On-Track-Praying

Imagine you’ve just had a brief loss of concentration and missed your reference point for the upcoming turn. Consequently, you’ve entered the corner a little too fast and you’re starting to run out of room at the exit. Which of the following actions describe your steering response?

  1. Turn the wheel more to ensure you will make the turn
  2. Keep the wheel as is and hope for the best
  3. Unwind the wheel and drop 2 wheels off track

Turning the wheel more increases the slip angle. If turned too far, this decreases traction on the front wheels and results in understeer. The result is that the car doesn’t turn at all and runs off track on the outside of the turn.

Keeping the wheel in the same place and hoping you don’t run off track is a form of on-track-praying. Faith has no place on a race track. If you’re about to run off track, it’s entirely up to you to fix it, and that doesn’t mean keeping the wheel in the same place and hoping everything will be alright.

As soon as you drop two wheels off track, your grip goes to shit. The tires that had the most grip were the outside tires, and instead of being on asphalt, they’re now on dirt or grass. Your 1.0g of traction just became something like 0.6g. The only way out of such a situation is to increase the radius of your turn. That means unwinding the wheel. If you suspect you’re about to drop wheels off track, do it intentionally and on your terms.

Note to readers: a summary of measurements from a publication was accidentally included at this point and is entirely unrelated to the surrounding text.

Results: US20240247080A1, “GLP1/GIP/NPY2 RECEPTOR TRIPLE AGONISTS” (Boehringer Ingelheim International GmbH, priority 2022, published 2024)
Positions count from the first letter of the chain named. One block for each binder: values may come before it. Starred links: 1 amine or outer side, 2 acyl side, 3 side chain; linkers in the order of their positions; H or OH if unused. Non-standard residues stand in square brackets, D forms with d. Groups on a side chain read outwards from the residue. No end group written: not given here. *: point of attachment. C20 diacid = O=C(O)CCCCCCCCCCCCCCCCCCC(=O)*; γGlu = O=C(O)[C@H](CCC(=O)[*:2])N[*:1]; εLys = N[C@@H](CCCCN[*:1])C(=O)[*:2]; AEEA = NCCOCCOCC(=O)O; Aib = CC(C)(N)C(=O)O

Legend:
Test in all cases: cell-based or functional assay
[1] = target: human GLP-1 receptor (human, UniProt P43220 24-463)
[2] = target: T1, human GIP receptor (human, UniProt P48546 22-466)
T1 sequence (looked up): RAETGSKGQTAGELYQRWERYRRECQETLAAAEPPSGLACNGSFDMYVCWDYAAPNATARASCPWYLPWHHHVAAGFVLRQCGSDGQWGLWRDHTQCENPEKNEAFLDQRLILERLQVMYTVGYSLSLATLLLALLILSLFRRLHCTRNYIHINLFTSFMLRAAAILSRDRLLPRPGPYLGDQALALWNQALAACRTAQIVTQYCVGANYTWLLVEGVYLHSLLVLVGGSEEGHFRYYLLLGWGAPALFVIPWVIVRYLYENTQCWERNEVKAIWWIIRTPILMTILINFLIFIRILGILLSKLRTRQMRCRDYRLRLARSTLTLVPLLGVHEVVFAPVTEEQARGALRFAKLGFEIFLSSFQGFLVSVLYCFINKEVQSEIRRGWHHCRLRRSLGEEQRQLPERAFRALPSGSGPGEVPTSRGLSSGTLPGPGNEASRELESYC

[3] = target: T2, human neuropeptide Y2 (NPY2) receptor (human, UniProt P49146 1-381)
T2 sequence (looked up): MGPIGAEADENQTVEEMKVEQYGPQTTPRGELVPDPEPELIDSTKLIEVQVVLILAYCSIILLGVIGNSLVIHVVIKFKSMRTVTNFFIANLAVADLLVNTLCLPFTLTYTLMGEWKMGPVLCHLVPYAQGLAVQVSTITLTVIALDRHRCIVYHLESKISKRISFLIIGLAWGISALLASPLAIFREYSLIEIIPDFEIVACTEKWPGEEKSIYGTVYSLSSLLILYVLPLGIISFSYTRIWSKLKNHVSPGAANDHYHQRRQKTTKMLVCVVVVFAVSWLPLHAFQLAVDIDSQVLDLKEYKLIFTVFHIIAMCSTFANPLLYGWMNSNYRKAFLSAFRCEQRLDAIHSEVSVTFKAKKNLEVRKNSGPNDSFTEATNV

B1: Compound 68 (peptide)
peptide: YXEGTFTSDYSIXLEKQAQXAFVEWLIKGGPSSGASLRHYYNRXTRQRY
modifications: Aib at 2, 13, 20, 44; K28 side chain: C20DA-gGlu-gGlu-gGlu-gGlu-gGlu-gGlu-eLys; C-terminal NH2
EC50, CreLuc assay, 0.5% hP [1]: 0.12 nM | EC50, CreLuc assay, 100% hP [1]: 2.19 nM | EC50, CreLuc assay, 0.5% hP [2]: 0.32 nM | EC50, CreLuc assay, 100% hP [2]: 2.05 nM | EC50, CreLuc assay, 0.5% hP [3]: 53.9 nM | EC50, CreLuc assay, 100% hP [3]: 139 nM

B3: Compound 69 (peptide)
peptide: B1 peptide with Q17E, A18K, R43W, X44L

Maybe you were wrong about your speed and by holding your line you actually make the turn. Bravo, except that you’re reinforcing bad driving habits. “Phew, I made it” is an inferior learning experience to “I handled it like a pro”. The next time, you may not be so lucky. A sudden loss of traction is much harder to control than a planned loss of traction. Efforts to control unexpected oversteer often make matters worse as the vehicle crosses the track one or more times.

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